The strange and imperceptible prejudice of obese people when they go shopping – BBC News



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Overweight people face many difficulties in many facets of their lives: less likely to be offered job offers than to be prejudiced as lazy or unwilling.

In stores, for example, salespeople tend to look less in the eye or smile less often.

A clandestine shopping experience has just shown that the prejudices extend to the form of the products they recommend for consumers: it is suggested that heavier customers buy more round products.

When an actress with a body mass index (BMI) that is within the healthy range was buying watches or perfumes, the sellers offered her a variety of products.

Two secret investigators followed the actress without the knowledge of the suppliers, to record how the products offered were angular or rounded.

So the actress put a body prosthesis created by professionals to make it look obese. Wearing the same clothes as before, but of greater size, they went back to the shops, followed again by the researchers.

In total, there were 37 meetings with suppliers.

In each of them received up to three recommendations on the purchase of watches or perfumes. After analyzing the results, the researchers found that when the actress wore the dentures they recommended buying both watches and rounder perfume bottleseadthe.

When sellers think that a person is overweight, they recommend rounder watches.
When sellers think that a person is overweight, they recommend rounder watches.

"We believe that these subtle biases that led to these results are based on more than a shallow combination of forms," ​​says Beth Vallen, a researcher at Villanova University in the United States and the author of the study.

Beyond Sales

Internet experiments with people who did not work as vendors confirmed the existence of this kind of bias detected by Vallen and his research team.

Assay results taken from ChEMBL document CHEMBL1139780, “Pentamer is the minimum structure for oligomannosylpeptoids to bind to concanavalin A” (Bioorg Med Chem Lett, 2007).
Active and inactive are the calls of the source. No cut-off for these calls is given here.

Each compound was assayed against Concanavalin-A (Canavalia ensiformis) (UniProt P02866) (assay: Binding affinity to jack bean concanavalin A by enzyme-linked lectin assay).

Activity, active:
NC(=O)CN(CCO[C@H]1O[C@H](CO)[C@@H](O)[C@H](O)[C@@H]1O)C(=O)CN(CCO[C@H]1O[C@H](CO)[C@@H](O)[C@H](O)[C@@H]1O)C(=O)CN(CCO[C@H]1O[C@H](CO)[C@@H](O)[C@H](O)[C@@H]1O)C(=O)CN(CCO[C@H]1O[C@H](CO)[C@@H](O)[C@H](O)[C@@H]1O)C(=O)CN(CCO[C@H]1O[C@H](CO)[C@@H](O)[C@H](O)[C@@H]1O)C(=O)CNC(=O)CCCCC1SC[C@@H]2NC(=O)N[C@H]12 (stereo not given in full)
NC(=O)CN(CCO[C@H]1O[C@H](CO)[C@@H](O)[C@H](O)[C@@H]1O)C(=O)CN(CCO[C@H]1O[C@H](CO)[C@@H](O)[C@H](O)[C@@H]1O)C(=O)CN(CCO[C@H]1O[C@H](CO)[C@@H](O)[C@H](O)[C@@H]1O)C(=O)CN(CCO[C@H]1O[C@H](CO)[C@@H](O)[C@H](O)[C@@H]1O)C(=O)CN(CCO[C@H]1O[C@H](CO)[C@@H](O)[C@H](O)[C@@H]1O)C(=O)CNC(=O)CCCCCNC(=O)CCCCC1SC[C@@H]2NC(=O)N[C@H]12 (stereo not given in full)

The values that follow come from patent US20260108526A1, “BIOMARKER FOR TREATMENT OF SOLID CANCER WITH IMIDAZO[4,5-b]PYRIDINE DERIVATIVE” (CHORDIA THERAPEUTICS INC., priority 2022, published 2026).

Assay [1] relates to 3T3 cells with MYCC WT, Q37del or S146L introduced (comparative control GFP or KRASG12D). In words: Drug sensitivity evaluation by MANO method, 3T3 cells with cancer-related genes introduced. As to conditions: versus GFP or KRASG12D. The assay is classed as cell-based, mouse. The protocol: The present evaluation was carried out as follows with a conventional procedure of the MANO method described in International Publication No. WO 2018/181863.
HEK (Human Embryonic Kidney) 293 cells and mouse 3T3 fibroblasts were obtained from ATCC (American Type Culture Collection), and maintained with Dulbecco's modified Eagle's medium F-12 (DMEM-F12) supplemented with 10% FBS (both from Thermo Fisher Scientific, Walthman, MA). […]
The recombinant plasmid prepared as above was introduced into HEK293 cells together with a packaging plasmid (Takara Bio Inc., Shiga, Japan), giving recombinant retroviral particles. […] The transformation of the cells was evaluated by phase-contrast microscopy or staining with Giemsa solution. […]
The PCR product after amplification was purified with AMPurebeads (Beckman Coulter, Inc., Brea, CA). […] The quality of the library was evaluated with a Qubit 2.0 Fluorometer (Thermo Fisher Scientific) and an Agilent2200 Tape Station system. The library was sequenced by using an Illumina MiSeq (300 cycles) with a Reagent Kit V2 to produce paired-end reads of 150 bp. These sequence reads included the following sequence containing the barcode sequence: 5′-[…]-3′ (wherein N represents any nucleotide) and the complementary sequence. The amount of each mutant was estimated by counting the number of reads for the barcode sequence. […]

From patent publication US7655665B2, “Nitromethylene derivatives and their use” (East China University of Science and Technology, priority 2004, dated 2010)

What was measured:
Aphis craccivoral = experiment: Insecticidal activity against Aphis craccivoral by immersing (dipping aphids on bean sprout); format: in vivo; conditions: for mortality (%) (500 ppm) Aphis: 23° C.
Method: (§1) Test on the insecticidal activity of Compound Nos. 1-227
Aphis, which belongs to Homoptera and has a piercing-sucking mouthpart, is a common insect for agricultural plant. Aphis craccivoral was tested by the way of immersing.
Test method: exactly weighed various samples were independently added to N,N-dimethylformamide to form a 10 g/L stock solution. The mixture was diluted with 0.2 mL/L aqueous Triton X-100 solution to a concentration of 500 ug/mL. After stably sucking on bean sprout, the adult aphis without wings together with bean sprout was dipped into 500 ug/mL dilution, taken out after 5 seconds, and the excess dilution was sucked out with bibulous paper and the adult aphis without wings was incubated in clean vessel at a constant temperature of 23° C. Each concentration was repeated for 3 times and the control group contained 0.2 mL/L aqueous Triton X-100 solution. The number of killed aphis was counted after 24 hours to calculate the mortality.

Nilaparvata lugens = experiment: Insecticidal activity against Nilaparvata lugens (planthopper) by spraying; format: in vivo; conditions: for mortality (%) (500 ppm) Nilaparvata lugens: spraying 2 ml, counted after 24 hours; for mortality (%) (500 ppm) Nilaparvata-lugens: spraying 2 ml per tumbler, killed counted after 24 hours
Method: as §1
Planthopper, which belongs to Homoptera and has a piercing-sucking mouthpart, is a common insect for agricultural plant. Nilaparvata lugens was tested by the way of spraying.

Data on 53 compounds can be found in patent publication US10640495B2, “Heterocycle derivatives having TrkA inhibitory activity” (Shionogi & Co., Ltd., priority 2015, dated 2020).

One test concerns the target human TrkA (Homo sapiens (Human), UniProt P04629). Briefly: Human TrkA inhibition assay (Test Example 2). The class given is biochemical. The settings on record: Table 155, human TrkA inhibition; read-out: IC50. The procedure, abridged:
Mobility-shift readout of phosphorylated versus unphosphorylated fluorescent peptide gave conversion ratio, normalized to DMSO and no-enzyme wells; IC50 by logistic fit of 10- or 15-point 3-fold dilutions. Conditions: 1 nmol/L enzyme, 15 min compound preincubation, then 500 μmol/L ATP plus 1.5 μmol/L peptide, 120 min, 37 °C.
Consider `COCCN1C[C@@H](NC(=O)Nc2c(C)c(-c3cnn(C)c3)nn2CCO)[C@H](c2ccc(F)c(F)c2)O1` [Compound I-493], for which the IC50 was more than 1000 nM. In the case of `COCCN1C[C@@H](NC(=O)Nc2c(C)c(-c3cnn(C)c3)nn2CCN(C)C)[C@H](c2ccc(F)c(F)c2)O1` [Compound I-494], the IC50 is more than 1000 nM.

Participants in this second study showed photographs of potential clients and asked them to recommend products to them, choosing between pairs of images that were round or angular.

"We wanted to show that this is a bias that is reflected in the thinking and decision-making processes of all people, not just sellers, "Vallen said.

The effect is repeated on different products, including mirrors and lamps.
The effect is repeated on different products, including mirrors and lamps.

And so it was: they found the same effect of trying to pair more round products with people with a higher body mass index.

The results were also repeated with different types of products: from watches to mirrors, through lamps and candles. And this occurred regardless of whether the imaginary client is male or female.

Friendly Ways

Researchers believe that bias goes beyond the need to combine people who have a certain body type with a certain type of product. Instead, they believe that what is at stake are the stereotypes associated with the product and the people.

A concrete stereotype, for example, is that overweight people are friendlier. Rounded shapes are also seen as more friendly.

The researchers also tried to determine if this stereotype was what led to the recommendation of the products, designing other experiments in which the actors behaved in a friendly or hostile manner.

And, in fact, they found that the actors they recommended more rounded products when they smiled than when they had a more severe facial expression. This last effect occurred even if they were using the body's prosthesis or not.

"We found no evidence that overweight people prefer rounded products or that people of normal weight prefer angled products," says Vallen.

Perfume bottles of different shapes.
Part of the explanation may be that there is a stereotype that considers more friendly to overweight people and round shapes are seen as more friendly.

As a result, this bias may mean that people end up getting systematically recommendations about products they dislike or never recommend things they would like.

Vallen warns that it is possible that similar biases may exist in areas other than the issue of body weight.

"You can look at the gender, racial discrimination, people with the face of a child. There are many physical characteristics that you can look to see if there isand trend type in other contexts, "he says.

And how can you get out of this problem? Vallen suggests that salespeople train to go beyond appearances, so they can find out what people really like, rather than acting on biases based on irrelevant factors such as body size.

Obviously, this finding is among the more harmless implications of bias on body weight.

Having a slightly rounder or more pointy bulb than you could possibly want will not cause any trouble to anyone. But it is a reflection of how prejudices about the size of your body permeate the experiences in your daily life.


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